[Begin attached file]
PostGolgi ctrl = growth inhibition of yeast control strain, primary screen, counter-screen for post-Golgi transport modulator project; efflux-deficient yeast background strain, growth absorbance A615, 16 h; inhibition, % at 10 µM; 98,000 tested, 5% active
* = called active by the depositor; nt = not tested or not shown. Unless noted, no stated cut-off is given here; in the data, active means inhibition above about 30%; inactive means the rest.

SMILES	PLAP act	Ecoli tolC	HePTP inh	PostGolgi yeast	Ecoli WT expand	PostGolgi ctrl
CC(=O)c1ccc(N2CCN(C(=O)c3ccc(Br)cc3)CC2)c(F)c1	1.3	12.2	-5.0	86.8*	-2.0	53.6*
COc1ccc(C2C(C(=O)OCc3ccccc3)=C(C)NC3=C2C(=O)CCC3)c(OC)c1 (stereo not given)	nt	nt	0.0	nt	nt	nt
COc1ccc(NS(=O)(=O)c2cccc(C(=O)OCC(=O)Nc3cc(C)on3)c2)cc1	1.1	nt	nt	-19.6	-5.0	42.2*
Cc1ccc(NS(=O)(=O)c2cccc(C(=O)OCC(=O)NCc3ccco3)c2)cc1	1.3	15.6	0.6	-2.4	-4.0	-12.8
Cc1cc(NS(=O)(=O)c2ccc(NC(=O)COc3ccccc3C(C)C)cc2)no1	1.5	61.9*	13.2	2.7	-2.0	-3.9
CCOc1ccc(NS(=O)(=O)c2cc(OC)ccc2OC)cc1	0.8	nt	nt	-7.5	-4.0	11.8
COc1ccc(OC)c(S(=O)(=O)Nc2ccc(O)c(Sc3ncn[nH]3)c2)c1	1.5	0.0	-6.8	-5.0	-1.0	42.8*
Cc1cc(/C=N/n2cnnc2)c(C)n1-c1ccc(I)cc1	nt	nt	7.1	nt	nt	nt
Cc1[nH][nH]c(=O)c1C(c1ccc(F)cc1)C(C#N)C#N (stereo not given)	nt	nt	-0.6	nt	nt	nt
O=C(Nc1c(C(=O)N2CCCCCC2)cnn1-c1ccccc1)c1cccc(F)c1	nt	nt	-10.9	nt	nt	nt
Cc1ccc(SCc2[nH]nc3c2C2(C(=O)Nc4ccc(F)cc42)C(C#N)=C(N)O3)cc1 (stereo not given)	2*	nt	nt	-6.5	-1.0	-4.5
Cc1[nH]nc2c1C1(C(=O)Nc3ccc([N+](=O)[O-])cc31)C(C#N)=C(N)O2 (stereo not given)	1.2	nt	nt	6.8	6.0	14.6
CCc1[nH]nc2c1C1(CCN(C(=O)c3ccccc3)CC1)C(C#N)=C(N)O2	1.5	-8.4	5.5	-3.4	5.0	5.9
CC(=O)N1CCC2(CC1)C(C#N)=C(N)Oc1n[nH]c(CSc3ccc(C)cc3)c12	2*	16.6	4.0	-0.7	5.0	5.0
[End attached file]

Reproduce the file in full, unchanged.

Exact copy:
PostGolgi ctrl = growth inhibition of yeast control strain, primary screen, counter-screen for post-Golgi transport modulator project; efflux-deficient yeast background strain, growth absorbance A615, 16 h; inhibition, % at 10 µM; 98,000 tested, 5% active
* = called active by the depositor; nt = not tested or not shown. Unless noted, no stated cut-off is given here; in the data, active means inhibition above about 30%; inactive means the rest.

SMILES	PLAP act	Ecoli tolC	HePTP inh	PostGolgi yeast	Ecoli WT expand	PostGolgi ctrl
CC(=O)c1ccc(N2CCN(C(=O)c3ccc(Br)cc3)CC2)c(F)c1	1.3	12.2	-5.0	86.8*	-2.0	53.6*
COc1ccc(C2C(C(=O)OCc3ccccc3)=C(C)NC3=C2C(=O)CCC3)c(OC)c1 (stereo not given)	nt	nt	0.0	nt	nt	nt
COc1ccc(NS(=O)(=O)c2cccc(C(=O)OCC(=O)Nc3cc(C)on3)c2)cc1	1.1	nt	nt	-19.6	-5.0	42.2*
Cc1ccc(NS(=O)(=O)c2cccc(C(=O)OCC(=O)NCc3ccco3)c2)cc1	1.3	15.6	0.6	-2.4	-4.0	-12.8
Cc1cc(NS(=O)(=O)c2ccc(NC(=O)COc3ccccc3C(C)C)cc2)no1	1.5	61.9*	13.2	2.7	-2.0	-3.9
CCOc1ccc(NS(=O)(=O)c2cc(OC)ccc2OC)cc1	0.8	nt	nt	-7.5	-4.0	11.8
COc1ccc(OC)c(S(=O)(=O)Nc2ccc(O)c(Sc3ncn[nH]3)c2)c1	1.5	0.0	-6.8	-5.0	-1.0	42.8*
Cc1cc(/C=N/n2cnnc2)c(C)n1-c1ccc(I)cc1	nt	nt	7.1	nt	nt	nt
Cc1[nH][nH]c(=O)c1C(c1ccc(F)cc1)C(C#N)C#N (stereo not given)	nt	nt	-0.6	nt	nt	nt
O=C(Nc1c(C(=O)N2CCCCCC2)cnn1-c1ccccc1)c1cccc(F)c1	nt	nt	-10.9	nt	nt	nt
Cc1ccc(SCc2[nH]nc3c2C2(C(=O)Nc4ccc(F)cc42)C(C#N)=C(N)O3)cc1 (stereo not given)	2*	nt	nt	-6.5	-1.0	-4.5
Cc1[nH]nc2c1C1(C(=O)Nc3ccc([N+](=O)[O-])cc31)C(C#N)=C(N)O2 (stereo not given)	1.2	nt	nt	6.8	6.0	14.6
CCc1[nH]nc2c1C1(CCN(C(=O)c3ccccc3)CC1)C(C#N)=C(N)O2	1.5	-8.4	5.5	-3.4	5.0	5.9
CC(=O)N1CCC2(CC1)C(C#N)=C(N)Oc1n[nH]c(CSc3ccc(C)cc3)c12	2*	16.6	4.0	-0.7	5.0	5.0